Get the facts

Driving too fast is the single biggest contributor to death and injury on NSW roads. Each year, speeding contributes to about 41% of road fatalities and 24% of serious injuries. Almost 135 lives are lost and 1141 people are seriously injured.

Your speed decides the outcome

Speeding is never safe. Speed increases the risk of having a crash, as well as the severity of the crash.

Road users caught driving too fast will also face speeding penalties


The faster you go the more: 

  • time you need to react and avoid a crash 
  • stopping distance is needed  
  • severe the impact of a crash 
  • chance of death or serious injury. 

Stopping distances

The faster you go, the longer it takes to stop. A typical stopping distance when travelling at 30km/h on a reasonable road surface is 19 metres. At 40km/h, the stopping distance increases to 27 metres. 

Even a small difference in your speed can greatly affect the likelihood of death or serious injury.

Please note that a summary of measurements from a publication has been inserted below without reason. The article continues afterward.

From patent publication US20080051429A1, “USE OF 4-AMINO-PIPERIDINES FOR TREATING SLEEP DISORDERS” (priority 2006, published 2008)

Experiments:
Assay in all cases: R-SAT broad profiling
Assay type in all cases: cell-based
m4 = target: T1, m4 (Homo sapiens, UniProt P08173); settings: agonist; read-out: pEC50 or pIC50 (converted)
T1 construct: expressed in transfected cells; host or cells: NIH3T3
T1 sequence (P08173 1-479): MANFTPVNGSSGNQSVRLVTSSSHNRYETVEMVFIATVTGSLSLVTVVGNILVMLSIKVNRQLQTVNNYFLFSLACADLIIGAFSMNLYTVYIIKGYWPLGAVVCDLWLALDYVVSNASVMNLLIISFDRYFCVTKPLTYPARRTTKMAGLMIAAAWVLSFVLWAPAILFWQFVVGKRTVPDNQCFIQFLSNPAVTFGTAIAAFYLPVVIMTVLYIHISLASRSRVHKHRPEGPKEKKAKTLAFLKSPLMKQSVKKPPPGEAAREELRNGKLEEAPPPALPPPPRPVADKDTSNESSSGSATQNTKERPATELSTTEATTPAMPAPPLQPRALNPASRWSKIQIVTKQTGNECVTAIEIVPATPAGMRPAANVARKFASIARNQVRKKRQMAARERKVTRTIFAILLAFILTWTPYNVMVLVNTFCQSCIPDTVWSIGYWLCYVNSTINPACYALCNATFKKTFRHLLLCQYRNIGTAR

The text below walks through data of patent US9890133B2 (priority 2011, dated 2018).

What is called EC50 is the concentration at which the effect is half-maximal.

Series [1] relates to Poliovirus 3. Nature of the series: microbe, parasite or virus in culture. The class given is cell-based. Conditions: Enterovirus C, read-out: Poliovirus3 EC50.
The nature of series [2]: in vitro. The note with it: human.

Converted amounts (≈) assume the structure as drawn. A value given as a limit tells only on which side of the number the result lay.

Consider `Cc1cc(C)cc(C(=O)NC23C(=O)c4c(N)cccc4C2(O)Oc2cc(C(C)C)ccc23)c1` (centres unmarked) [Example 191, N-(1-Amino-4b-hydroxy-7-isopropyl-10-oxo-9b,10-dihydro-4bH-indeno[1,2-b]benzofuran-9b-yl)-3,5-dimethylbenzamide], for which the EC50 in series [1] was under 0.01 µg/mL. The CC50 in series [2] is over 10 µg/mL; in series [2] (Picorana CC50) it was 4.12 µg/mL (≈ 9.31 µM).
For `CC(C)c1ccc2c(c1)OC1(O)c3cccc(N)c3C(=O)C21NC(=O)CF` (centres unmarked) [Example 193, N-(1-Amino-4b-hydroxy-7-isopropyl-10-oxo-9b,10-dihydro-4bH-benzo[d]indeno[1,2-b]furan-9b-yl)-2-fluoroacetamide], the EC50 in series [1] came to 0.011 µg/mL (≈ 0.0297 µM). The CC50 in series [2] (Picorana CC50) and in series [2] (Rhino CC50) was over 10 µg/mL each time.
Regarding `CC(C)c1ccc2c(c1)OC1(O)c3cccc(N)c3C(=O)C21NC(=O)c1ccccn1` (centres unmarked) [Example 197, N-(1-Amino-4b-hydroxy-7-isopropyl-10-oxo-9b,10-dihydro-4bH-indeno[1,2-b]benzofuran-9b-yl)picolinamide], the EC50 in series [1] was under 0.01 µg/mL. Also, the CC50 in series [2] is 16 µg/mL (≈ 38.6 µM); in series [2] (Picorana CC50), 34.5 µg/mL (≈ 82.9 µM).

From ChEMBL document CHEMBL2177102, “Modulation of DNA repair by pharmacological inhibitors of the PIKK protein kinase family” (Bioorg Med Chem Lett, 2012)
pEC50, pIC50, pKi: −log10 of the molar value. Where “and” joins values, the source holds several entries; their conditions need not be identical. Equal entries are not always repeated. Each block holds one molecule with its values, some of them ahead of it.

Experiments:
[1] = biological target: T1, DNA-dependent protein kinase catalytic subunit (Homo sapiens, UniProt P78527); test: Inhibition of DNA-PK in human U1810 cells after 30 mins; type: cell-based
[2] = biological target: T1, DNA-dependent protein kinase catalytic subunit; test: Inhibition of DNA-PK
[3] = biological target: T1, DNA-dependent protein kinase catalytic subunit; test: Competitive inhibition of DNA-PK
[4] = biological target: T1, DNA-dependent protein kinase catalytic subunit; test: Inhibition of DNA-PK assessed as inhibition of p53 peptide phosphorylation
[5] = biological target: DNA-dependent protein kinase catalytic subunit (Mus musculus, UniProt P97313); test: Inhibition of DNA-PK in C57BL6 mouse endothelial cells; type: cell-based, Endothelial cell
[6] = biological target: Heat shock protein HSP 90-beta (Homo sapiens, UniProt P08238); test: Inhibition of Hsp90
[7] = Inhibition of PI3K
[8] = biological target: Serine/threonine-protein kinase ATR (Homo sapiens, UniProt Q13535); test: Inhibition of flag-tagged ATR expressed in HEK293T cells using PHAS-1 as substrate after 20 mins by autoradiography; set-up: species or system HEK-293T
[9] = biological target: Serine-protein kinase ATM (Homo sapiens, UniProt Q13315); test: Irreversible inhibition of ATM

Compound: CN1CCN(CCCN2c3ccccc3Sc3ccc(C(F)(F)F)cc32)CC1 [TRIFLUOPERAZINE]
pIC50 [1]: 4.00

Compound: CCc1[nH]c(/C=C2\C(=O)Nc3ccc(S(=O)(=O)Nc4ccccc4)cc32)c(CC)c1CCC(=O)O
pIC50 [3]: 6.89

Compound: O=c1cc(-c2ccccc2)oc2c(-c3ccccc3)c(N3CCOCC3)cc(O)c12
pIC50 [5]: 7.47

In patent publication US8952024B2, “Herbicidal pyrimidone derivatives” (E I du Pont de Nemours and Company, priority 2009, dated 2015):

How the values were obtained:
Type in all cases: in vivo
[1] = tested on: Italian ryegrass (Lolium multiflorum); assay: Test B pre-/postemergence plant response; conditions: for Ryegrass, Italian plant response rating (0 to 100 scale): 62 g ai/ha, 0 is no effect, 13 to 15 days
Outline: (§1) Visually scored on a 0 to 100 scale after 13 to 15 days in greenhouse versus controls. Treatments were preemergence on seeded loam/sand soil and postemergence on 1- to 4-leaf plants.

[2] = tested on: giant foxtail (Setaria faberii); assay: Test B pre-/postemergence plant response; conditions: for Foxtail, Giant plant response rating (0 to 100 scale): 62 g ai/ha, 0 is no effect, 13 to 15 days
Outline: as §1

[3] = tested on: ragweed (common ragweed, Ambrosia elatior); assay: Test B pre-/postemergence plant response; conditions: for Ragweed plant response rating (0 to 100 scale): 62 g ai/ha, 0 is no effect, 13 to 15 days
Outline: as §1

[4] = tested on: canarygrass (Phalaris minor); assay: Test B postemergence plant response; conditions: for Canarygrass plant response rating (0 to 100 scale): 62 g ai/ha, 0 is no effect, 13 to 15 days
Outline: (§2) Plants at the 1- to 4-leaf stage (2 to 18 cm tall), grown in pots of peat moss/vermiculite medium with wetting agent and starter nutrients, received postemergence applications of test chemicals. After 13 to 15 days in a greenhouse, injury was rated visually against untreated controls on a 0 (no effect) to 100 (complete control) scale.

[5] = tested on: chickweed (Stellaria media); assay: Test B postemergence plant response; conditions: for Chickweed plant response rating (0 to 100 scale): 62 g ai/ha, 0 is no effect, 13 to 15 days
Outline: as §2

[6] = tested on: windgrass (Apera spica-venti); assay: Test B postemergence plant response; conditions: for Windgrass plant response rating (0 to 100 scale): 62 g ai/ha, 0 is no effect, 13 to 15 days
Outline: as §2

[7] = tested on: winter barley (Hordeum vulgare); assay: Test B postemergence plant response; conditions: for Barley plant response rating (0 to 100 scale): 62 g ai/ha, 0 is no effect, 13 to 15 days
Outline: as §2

If you’re driving at 50km/h, it will take you about 37 metres to stop. At 60km/h, that distance jumps to 56 metres.

If a car hits a pedestrian at 50km/h

The impact is twice as likely to cause death than if the car had been travelling at 40km/h.


Other factors that affect stopping distances include: 

  • distraction, fatigue or dim lighting, as drivers take longer to react 
  • wet roads or worn tyres, which can lengthen braking distances. 
  • poorly maintained brakes.

To reduce the risk of a crash, you should stay under the speed limit and drive to the conditions. Slow down in wet weather or when road conditions or visibility are poor. 

Speeding and fatalities

  • In a crash between a car and a pedestrian, there's a 90% chance a pedestrian will survive if the car was travelling at 30km/h. There's a 60% chance if the car was travelling at 40km/h, and a 10% chance at 50km/h. 
  • In a side-impact crash with another vehicle, there's a 90% chance that a driver or passenger will survive at 50km/h. There's a 60% chance at 60km/h, and a 20% chance at 70km/h. 
  • In a head-on crash between two vehicles, there's a 95% chance that a driver or passenger will survive at 60km/h. There's a 90% chance at 70km/h, and a 20% chance at 90km/h. 

(Based on Wramborg, P 2005, ‘A new approach to a safe and sustainable road structure and street design for urban areas’, Road safety on four continents conference, 2005, Warsaw, Poland, Swedish National Road and Transport Research Institute (VTI), Linkoeping, Sweden.)